A revival of the classic game show featuring host Monty Hall. In this show, contestants are given unusal tasks to complete within a limited amount of time. Rather than requiring brain power...
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Updated version of the 1969-1974 NBC game show. Three contestants competed to answer trivia questions, with scoring in dollars. The game was interrupted at certain intervals for Instant ... See full summary »
Contestants were asked questions about how 100 people answered a poll question then played a card game where they tried to guess whether the next card drawn from a deck in a sequence would be higher or lower.
A revival of the classic game show featuring host Monty Hall. In this show, contestants are given unusal tasks to complete within a limited amount of time. Rather than requiring brain power of muscle power, the assignments frequently rewarded physical dexterity, lack of inhibitions and plain old luck. Contestants who succeeded in beating the clock won cash and prizes, and became eligible for the bonus rounds. Written by
Jean-Marc Rocher <email@example.com>
The January 17, 1980 episode was the only one where two men competed against two women. For the first two shows of that week, 'Charlie Brill' and 'Mitzi McCall' competed against 'Bobby Van (I)' and 'Elaine Joyce (I)'; on the third show, the women switched partners. As Brill had not won any of the six stunts he performed with the two women on the first three days, it was decided to pair him with Van on the fourth day. See more »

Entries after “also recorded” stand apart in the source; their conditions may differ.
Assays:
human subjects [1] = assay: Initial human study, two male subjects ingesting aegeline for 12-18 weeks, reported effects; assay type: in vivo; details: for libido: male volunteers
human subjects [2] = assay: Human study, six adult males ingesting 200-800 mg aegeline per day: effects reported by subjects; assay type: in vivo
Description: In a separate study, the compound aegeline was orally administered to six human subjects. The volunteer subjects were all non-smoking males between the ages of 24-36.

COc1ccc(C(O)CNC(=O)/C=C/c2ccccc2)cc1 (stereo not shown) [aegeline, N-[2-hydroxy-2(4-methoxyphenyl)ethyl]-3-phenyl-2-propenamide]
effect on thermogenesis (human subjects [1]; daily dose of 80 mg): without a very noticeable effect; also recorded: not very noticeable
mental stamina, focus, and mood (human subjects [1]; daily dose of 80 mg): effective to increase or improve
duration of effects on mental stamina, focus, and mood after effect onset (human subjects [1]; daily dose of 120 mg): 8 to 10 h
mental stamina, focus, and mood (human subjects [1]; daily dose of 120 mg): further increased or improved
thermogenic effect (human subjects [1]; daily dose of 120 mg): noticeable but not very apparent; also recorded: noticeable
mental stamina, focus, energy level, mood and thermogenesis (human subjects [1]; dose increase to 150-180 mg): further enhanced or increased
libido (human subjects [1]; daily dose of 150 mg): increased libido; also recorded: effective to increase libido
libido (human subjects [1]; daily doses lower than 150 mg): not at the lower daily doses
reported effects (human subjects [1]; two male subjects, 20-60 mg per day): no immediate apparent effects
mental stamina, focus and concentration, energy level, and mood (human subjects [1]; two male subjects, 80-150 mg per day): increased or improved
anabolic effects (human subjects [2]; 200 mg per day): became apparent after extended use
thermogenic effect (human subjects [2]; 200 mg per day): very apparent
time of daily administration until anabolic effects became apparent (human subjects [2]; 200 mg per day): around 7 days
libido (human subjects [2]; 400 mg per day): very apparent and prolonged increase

Ah- the late 70's. I just witnessed this for the first time on the wonderful Game Show Network which continues to unearth forgotten gems like this. A remake of the same show from two earlier decades and now hosted by the slightly sinister Monte Hall; Beat The Clock is basically variations on tag team relays. In this episode Monte was sporting an ill fitting black and brown plaid blazer that looked more 'mod' than disco era. This time the star contestants were Mary Ann Mobley and hubby Gary Collins who were pitted against the great John Astin and Patti Duke Astin. The winnings are distributed amongst the bubbly audience members. The object in these random acts of silly skill games seemed designed by someone who must've been chemically enhanced. The colorful sets and insane synthesizer soundtrack add to the giddy surrealism that remind me of a more subdued Pee Wee's Playhouse.
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